Revisiting COVID-19 Screening after PHE Ends

Revisiting COVID-19 Screening after PHE Ends

It’s time to revisit screening for COVID-19.

Some of you may recall that I recently pointed out that there is no screening during a pandemic. Now that the federal public health emergency (PHE) has ended, how do we code COVID-19 testing? For more official guidance than me, check out the American Hospital Association (AHA)/American Health Information Management Association (AHA/AHIMA) FAQs at Also, Coding Clinic points out that we continue our current practice until Oct. 1, 2023. This marks the beginning of the new fiscal year after the PHE ended.

Let’s review what “screening” really is. The World Health Organization (WHO) defines screening as “the presumptive identification of unrecognized disease in an apparently healthy, asymptomatic population by means of tests, examinations, or other procedures that can be applied rapidly and easily to the target population.” It is the systematic application of a test to identify asymptomatic individuals at potential risk of a specific disorder to warrant further investigation or direct preventative action. There is no known exposure used as a prompt, and the person being screened does not have an expectation that they are at risk of having contracted a disease.

During an epidemic or pandemic, everyone is suspect. Every contact is a potential exposure. COVID-19 testing was done on symptomatic and asymptomatic patients alike to figure out who was infected and potentially contagious. Z20.822, Contact with and (suspected) exposure to COVID-19 was used as the universal diagnosis for medical necessity for testing during the pandemic.

We have now entered the endemic phase. SARS-CoV-2 is likely to cause intermittent infections forever. It will probably be sporadic, and periodically epidemic. “Epidemic” implies that there will be occasional swells of infections, as well as outbreaks in communities and locales. It may be seasonal, like influenza. We are not yet sure what the long-term endemic phase is going to look like.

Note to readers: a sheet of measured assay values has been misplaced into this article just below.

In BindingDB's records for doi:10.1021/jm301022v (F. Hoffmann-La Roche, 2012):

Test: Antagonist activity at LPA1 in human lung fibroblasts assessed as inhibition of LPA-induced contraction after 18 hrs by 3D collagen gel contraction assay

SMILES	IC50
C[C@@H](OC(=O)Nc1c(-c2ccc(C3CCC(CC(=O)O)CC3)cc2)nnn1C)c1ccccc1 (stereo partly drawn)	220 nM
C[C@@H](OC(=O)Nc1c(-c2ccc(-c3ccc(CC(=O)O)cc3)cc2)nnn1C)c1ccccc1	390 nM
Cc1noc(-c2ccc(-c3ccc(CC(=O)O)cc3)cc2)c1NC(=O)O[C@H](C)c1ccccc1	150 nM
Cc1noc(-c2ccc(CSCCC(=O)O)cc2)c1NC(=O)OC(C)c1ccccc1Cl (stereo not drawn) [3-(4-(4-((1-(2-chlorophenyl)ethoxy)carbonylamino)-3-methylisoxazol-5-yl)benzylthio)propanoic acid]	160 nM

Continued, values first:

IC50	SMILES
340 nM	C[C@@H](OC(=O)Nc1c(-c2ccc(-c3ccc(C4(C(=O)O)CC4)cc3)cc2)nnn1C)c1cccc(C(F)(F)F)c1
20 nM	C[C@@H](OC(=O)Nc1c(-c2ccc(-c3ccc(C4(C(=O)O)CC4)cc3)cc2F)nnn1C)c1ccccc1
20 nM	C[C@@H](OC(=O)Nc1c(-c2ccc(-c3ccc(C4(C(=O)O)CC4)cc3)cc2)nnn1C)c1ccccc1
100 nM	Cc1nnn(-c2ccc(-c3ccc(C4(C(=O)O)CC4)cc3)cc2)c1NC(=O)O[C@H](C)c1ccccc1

But COVID-19 testing will need to be performed when indicated. If there is a suspected or known exposure, the rationale for testing will still be Z20.822, or U07.1, COVID-19, depending on whether the result is negative or positive. Z11.52, Encounter for screening for COVID-19, should be reserved for instances when an asymptomatic population is being routinely tested.

Examples of when Z11.52 would be appropriate would be:

  • If a hospital decides they want to retain preoperative testing across the board. Z01.812, encounter for preprocedural laboratory examination would be first-listed diagnosis, and Z11.52 would be a secondary diagnosis.
  • If a nursing home is testing their staff weekly so they can advertise that they are keeping their patients safe, then non-focused testing can be defined as screening. If the same nursing home tests all patients being admitted to their facility upon entry, that is screening, too.
  • If monthly or quarterly random checks are performed somewhere because a public health department is trying to monitor recrudescence of the virus, again, that is screening.

For all of these scenarios, if a specific individual complains of a sore throat and fatigue, and the provider suspects they may actually have COVID-19, Z11.52 is NOT appropriate. The diagnosis for that symptomatic patient should be Z20.822, along with the symptom codes. If the test is positive, Z20.822 is replaced with U07.1, and the symptoms may potentially be subsumed as being integral to COVID-19.

If all the following criteria are met, Z11.52 is appropriate:

  • No local epidemic;
  • Asymptomatic;
  • Routine, pan-testing of all comers; and
  • No known or suspected exposure.

If there is a sporadic epidemic outbreak, you are back to Z20.822 for any testing, because potential exposure is implied. This is consistent with the Official Guidelines (I.C.21.c.1).

You can read my prior article about this topic at but you will need to substitute the correct specific codes. When I wrote that article three years ago, we didn’t have COVID-specific codes yet, so we used the generic codes.

It is said that there are no atheists in foxholes; and there is no screening in pandemics. Now that the pandemic is over, you can start using Z11.52 compliantly after Oct. 1.

Although even I have started venturing out maskless, I am always cognizant that this leaves me at risk of contracting COVID-19 again. Friends, please keep up with your boosters, and stay home if you are sick.

The PHE is over, but COVID-19 isn’t gone.

Programming note: Listen to Dr. Erica Remer live every Tuesday when she cohost Talk Ten Tuesdays with Chuck Buck, 10 Eastern.

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